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Archive for February, 2014

Feastday: February 16

From catholic.org
Elias and four companions, Daniel, Isaias, Jeremy, and Samuel were Egyptians who visited Christians condemned to work in the mines of Cilicia during Maximus’s persecution, to comfort them. Apprehended at the gates of Caesarea, Palestine, they were brought before the governor Firmilian, and accused of being Christians. They were all tortured and then beheaded.

When Porphyry, a servant of St. Pamphilus, demanded that the bodies be buried, he was tortured and then burned to death when it was found that he was a Christian. Seleucus witnessed his death and applauded his constancy in the face of this terrible death; whereupon he was arrested by the soldiers involved in the execution, brought before the governor, and was beheaded at Firmilian’s order. Feast day is February 16.

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St JordanFeastday: February 15

Died: 1237

Saint Jordan also known as Gordanus or Giordanus was born in Saxon. He received his bachelor of divinity degree at Paris. He met St. Dominic there and in 1220, became a Dominican.

He was elected prior provincial of Lombardy the next year, and in 1222, on the death of Dominic, was elected second master general of the Dominicans. He expanded the Order, establishing many new foundations in Germany and Switzerland. He sent missionaries to Denmark, and frequently preached at universities to young students.

He was on his way to the Holy Land in 1237 when his ship was wrecked on the coast of Syria and all aboard perished. He is the author of a life of St. Dominic that is one of the main sources of information about the founder of the Dominicans.

His feast day is February 15th.

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Feastday: February 2

Died: 619

Very little is known about him. St. Lawrence was the Archbishop of Canterbury, England, sent there by Pope St. Gregory I the Great.

A Benedictine, St. Lawrence accompanied St. Augustine to Canterbury in 597 and succeeded him as archbishop in 604. When the Britons lapsed into pagan customs, he planned to return to France, but in a dream he was rebuked by St. Peter for abandoning his flock. H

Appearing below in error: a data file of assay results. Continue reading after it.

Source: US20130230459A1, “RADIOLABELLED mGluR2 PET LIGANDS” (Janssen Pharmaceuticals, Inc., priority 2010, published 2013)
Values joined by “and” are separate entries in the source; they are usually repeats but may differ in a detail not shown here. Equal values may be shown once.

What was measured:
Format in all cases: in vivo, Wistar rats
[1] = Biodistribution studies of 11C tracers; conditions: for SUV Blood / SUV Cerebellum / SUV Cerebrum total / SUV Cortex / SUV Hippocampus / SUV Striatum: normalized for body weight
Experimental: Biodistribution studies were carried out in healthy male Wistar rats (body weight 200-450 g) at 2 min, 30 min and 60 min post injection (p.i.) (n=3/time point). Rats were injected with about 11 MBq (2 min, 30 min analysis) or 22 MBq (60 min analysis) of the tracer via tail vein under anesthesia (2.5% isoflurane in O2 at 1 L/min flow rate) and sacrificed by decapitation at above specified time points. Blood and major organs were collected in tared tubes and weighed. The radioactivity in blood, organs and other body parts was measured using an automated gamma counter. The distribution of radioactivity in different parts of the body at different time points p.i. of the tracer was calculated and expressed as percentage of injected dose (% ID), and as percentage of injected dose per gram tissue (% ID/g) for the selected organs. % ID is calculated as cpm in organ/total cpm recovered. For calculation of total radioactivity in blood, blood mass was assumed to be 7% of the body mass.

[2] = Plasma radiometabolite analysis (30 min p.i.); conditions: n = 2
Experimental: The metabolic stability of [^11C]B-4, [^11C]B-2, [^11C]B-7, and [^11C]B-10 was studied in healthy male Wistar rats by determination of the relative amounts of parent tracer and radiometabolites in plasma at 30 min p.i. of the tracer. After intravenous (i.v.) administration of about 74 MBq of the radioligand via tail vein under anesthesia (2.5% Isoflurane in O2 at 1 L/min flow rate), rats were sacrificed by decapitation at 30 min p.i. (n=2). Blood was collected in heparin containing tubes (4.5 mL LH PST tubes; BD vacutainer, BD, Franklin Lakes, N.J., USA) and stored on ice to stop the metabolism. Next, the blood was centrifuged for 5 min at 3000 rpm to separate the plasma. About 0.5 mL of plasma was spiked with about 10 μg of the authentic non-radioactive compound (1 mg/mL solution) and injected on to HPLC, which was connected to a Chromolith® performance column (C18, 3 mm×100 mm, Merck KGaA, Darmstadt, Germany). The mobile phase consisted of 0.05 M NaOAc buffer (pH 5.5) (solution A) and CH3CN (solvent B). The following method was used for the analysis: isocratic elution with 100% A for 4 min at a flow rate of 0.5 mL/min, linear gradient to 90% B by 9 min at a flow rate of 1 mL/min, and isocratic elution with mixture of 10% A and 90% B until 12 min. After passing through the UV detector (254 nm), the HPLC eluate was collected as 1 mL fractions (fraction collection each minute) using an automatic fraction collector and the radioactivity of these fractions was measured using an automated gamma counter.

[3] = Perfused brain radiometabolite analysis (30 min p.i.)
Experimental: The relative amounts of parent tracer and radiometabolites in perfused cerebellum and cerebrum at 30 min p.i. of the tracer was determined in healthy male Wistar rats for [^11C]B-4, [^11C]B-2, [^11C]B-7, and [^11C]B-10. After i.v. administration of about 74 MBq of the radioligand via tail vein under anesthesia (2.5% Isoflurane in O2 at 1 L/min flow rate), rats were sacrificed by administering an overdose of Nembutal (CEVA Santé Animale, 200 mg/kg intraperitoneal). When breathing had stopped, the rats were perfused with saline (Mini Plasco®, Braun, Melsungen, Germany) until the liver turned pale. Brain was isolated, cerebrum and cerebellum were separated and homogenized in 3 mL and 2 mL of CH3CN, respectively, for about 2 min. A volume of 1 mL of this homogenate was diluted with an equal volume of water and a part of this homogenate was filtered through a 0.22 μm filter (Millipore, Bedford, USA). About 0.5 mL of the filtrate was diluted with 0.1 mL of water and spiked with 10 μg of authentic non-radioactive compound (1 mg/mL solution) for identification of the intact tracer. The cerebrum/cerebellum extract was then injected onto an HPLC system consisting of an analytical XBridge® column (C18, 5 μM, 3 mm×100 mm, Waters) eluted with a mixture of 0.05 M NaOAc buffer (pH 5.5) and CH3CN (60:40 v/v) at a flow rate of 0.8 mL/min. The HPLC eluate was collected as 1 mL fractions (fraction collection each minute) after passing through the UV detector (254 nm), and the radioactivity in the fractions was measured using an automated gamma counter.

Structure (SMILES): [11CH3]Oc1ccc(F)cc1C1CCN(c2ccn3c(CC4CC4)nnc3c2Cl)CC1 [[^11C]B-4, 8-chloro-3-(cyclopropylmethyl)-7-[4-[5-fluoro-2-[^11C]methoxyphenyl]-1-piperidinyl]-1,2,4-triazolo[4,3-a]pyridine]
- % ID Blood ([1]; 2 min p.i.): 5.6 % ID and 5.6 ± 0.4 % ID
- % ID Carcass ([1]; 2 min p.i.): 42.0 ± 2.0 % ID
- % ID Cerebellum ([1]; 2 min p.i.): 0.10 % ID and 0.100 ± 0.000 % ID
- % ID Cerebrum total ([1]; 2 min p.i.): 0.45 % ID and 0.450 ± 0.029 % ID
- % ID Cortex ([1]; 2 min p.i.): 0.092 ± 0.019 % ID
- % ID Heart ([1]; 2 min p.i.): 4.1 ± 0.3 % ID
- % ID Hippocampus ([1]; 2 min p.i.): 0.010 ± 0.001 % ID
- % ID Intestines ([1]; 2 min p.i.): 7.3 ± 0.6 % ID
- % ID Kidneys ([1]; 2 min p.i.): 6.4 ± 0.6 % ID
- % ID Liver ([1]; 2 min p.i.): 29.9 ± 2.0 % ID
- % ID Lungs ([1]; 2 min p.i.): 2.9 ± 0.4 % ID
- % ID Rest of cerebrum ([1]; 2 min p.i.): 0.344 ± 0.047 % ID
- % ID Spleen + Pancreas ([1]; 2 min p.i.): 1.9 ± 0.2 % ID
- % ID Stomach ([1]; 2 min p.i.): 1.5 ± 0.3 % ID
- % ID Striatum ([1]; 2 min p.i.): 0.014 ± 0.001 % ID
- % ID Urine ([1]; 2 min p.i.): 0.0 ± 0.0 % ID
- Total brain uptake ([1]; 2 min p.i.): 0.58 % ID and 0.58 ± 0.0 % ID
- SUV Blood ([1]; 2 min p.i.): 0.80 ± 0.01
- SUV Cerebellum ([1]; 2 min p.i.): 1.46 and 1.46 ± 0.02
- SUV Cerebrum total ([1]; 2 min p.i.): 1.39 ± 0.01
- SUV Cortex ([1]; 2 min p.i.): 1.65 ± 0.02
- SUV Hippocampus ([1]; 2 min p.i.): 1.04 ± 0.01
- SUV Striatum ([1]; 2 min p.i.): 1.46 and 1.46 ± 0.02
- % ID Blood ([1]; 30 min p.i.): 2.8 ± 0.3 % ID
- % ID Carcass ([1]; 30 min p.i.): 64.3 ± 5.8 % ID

e remained in his see and converted the local ruler King Edbald to the faith.

He died in Canterbury on February 2.

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St. Brigid of IrelandFeastday: February 1

From catholic.org

Saint Brigid was born in Faughart near Dundalk, Louth, Ireland. Her parents were baptized by St. Patrick, with whom she developed a close friendship.

According to legend, her father was Dubhthach, an Irish chieftain of Lienster, and her mother, Brocca, was a slave at his court. Even as a young girl she evinced an interest for a religious life and took the veil in her youth from St. Macaille at Croghan and probably was professed by St. Mel of Armagh, who is believed to have conferred abbatial authority on her.

She settled with seven of her virgins at the foot of Croghan Hill for a time and about the year 468, followed Mel to Meath. About the year 470 she founded a double monastery at Cill-Dara (Kildare) and was Abbess of the convent, the first in Ireland.

The foundation developed into a center of learning and spirituality, and around it grew up the Cathedral city of Kildare. She founded a school of art at Kildare and its illuminated manuscripts became famous, notably the Book of Kildare, which was praised as one of the finest of all illuminated Irish manuscripts before its disappearance three centuries ago.

She died at Kildare on February 1. She is buried with St. Columba and St. Patrick, with whom she is the patron of Ireland. Her feast day is February 1.

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